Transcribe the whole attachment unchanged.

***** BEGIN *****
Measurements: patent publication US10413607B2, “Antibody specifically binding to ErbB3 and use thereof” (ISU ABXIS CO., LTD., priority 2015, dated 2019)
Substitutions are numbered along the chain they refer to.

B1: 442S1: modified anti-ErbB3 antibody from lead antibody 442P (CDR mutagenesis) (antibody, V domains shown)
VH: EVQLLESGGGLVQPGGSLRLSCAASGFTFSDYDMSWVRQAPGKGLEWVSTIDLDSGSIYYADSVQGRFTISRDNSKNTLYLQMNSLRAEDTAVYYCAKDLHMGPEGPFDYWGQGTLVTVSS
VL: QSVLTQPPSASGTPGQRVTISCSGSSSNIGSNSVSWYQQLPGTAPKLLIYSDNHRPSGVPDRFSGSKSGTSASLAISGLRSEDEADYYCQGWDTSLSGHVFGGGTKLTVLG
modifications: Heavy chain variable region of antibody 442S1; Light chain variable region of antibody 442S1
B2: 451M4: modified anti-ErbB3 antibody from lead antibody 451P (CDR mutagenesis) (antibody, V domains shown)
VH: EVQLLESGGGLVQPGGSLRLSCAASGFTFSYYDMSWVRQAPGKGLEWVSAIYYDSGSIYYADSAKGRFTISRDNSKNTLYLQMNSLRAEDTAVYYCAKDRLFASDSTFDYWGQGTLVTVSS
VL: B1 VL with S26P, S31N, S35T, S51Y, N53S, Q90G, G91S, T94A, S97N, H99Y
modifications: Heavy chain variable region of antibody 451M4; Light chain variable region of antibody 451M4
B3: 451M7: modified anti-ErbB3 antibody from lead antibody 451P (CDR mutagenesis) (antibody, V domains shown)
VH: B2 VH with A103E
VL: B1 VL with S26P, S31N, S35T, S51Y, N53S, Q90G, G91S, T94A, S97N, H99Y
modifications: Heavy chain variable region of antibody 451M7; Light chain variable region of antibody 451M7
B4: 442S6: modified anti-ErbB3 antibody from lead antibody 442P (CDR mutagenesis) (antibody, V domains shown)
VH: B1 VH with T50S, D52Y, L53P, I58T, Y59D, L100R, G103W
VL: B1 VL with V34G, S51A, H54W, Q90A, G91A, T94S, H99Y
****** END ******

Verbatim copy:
Measurements: patent publication US10413607B2, “Antibody specifically binding to ErbB3 and use thereof” (ISU ABXIS CO., LTD., priority 2015, dated 2019)
Substitutions are numbered along the chain they refer to.

B1: 442S1: modified anti-ErbB3 antibody from lead antibody 442P (CDR mutagenesis) (antibody, V domains shown)
VH: EVQLLESGGGLVQPGGSLRLSCAASGFTFSDYDMSWVRQAPGKGLEWVSTIDLDSGSIYYADSVQGRFTISRDNSKNTLYLQMNSLRAEDTAVYYCAKDLHMGPEGPFDYWGQGTLVTVSS
VL: QSVLTQPPSASGTPGQRVTISCSGSSSNIGSNSVSWYQQLPGTAPKLLIYSDNHRPSGVPDRFSGSKSGTSASLAISGLRSEDEADYYCQGWDTSLSGHVFGGGTKLTVLG
modifications: Heavy chain variable region of antibody 442S1; Light chain variable region of antibody 442S1
B2: 451M4: modified anti-ErbB3 antibody from lead antibody 451P (CDR mutagenesis) (antibody, V domains shown)
VH: EVQLLESGGGLVQPGGSLRLSCAASGFTFSYYDMSWVRQAPGKGLEWVSAIYYDSGSIYYADSAKGRFTISRDNSKNTLYLQMNSLRAEDTAVYYCAKDRLFASDSTFDYWGQGTLVTVSS
VL: B1 VL with S26P, S31N, S35T, S51Y, N53S, Q90G, G91S, T94A, S97N, H99Y
modifications: Heavy chain variable region of antibody 451M4; Light chain variable region of antibody 451M4
B3: 451M7: modified anti-ErbB3 antibody from lead antibody 451P (CDR mutagenesis) (antibody, V domains shown)
VH: B2 VH with A103E
VL: B1 VL with S26P, S31N, S35T, S51Y, N53S, Q90G, G91S, T94A, S97N, H99Y
modifications: Heavy chain variable region of antibody 451M7; Light chain variable region of antibody 451M7
B4: 442S6: modified anti-ErbB3 antibody from lead antibody 442P (CDR mutagenesis) (antibody, V domains shown)
VH: B1 VH with T50S, D52Y, L53P, I58T, Y59D, L100R, G103W
VL: B1 VL with V34G, S51A, H54W, Q90A, G91A, T94S, H99Y